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Defining Perimenopause

by Cindy Gray

As women age, their bodies begin to change and transition toward menopause. Dubbed 'perimenopause,' this phase typically occurs in the 40s, but sometimes earlier.  Although the average duration of perimenopause is four years, it can last from a few months up to 10 years.  This chapter of a woman's life officially ends when she has gone 12 months without menstruating.

Production of less estrogen, progesterone, and testosterone eventually leads to perimenopause symptoms.

Perimenopause Symptoms

As a woman’s body transitions, it begins to produce less estrogen, progesterone, and testosterone.  This can lead to an array of perimenopause symptoms, which become more pronounced toward the end of the phase.

  • Breast tenderness
  • Fatigue
  • Hot flashes and/or night sweats
  • Leakage of urine and urinary urgency
  • Mood swings
  • Reduced sex drive
  • Sleep disturbance
  • Vaginal dryness and discomfort during sex
  • Worsened PMS

Irregular Periods

In addition to these symptoms, women in perimenopause experience fewer periods, with longer intervals in between.  While bleeding gradually diminishes over time for most women, some experience bouts of heavy bleeding.  Women who have unusually heavy bleeding, clots, or spotting after sex or between periods should consult with a health care professional to rule out hormone issues, fibroids, or other medical problems.  Eventually, monthly periods cease altogether, and women transition into menopause.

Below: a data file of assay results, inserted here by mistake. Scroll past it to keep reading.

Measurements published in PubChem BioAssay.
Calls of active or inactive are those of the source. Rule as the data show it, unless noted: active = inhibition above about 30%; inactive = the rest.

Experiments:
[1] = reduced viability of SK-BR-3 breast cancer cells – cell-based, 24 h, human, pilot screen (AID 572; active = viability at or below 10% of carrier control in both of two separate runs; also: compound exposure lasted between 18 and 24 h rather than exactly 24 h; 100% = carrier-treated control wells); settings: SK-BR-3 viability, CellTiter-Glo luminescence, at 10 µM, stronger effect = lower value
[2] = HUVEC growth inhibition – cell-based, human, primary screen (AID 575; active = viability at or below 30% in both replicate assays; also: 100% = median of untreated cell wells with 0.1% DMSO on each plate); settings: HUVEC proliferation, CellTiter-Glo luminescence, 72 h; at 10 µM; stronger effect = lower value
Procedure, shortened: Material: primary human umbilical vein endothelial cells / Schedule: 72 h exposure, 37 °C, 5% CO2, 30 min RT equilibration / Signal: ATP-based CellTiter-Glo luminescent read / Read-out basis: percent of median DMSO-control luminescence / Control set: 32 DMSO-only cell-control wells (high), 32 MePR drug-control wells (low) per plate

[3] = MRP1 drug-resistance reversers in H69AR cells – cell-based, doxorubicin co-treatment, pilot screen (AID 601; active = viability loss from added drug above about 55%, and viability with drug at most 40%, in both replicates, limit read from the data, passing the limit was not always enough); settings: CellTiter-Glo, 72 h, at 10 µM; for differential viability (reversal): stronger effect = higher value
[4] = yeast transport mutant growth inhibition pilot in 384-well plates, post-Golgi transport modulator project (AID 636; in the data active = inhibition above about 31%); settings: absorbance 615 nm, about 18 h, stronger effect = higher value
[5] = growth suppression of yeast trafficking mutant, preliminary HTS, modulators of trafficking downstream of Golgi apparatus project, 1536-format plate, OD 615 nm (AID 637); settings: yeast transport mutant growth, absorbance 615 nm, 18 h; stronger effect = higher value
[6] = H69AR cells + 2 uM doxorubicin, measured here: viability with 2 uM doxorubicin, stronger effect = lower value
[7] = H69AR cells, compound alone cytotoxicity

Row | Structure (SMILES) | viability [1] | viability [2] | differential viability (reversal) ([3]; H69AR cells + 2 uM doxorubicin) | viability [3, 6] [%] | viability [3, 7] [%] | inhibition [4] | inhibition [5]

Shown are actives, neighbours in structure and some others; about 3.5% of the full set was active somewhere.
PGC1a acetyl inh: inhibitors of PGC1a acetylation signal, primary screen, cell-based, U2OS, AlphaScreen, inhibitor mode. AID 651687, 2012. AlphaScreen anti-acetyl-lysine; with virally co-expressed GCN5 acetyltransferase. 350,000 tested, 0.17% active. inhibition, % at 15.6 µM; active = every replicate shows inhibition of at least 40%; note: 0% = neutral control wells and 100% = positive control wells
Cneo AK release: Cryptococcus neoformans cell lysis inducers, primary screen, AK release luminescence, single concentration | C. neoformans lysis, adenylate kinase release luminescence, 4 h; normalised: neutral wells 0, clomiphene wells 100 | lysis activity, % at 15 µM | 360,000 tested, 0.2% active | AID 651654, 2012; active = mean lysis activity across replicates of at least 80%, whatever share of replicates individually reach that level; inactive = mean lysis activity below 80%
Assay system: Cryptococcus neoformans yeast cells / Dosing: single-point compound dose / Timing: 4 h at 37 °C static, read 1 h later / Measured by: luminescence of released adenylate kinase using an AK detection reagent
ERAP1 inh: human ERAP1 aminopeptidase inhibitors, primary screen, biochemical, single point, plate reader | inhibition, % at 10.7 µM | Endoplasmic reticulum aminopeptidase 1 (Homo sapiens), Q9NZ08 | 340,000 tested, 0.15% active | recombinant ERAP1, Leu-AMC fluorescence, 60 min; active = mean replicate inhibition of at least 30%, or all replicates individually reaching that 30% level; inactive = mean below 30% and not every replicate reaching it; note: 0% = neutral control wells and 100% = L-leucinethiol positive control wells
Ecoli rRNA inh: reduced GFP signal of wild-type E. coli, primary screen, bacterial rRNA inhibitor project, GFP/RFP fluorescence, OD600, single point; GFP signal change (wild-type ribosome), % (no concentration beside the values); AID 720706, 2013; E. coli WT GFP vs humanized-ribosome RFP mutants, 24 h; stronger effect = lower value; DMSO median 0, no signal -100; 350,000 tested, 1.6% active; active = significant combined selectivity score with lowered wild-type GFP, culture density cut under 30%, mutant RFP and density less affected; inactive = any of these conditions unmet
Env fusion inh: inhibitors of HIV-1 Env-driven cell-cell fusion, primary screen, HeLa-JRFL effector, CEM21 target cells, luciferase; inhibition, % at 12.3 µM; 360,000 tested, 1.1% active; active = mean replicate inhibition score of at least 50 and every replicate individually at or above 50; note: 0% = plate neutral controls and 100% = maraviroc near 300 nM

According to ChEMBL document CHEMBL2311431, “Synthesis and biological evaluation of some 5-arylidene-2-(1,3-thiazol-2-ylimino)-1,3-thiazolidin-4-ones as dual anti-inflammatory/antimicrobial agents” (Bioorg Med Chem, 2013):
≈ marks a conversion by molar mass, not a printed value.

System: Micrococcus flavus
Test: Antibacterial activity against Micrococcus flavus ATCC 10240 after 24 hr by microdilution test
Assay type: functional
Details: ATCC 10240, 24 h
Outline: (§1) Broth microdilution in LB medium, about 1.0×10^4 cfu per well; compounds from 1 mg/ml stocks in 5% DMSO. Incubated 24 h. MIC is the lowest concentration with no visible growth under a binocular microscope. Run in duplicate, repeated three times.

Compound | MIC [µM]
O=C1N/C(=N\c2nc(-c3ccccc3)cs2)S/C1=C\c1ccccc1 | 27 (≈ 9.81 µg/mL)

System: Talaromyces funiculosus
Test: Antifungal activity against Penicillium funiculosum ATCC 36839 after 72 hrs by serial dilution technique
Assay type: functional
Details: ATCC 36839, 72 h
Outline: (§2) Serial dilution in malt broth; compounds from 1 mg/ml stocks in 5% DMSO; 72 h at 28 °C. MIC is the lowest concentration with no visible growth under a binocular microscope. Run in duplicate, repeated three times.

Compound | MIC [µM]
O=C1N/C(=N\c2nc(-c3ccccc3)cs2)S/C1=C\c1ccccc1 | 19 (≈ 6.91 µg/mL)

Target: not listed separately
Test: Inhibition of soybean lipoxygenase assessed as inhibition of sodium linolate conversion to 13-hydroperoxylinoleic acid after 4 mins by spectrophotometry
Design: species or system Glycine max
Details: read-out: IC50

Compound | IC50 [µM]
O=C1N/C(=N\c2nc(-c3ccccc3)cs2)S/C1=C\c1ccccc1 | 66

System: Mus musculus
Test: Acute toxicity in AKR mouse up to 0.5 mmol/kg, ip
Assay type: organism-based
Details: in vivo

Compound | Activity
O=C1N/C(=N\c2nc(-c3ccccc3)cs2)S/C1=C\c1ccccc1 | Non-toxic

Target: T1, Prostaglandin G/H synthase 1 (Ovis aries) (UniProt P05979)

Related:  Promote Healthy Aging with Coconut

Perimenopause Diagnosis

While doctors often diagnose perimenopause on the basis of symptoms, blood tests can provide information about hormone levels.  Because levels often fluctuate wildly during this time, women may wish to have several blood tests taken for comparison.

Perimenopause and Pregnancy

Although women become less fertile during perimenopause, pregnancy is still possible.  Women who do not want to become pregnant at this time should use birth control until menstruation has ceased for 12 months.

Ways to Reduce Perimenopause Symptoms

Low-dose birth control pills keep hot flashes and night sweats at bay for some women during perimenopause, as do vaginal rings and progesterone injections.  Women who wish to go a more natural route can add foods containing phytoestrogens to the diet like soy, flaxseed, yams, and wheat germ.  Adequate amounts of calcium, vitamin D, magnesium, and zinc promote a good night's sleep and offer women support for healthy bones.  Daily exercise, no smoking, limited alcohol use, and practicing relaxation techniques also help women maintain quality of life through perimenopause and beyond.  

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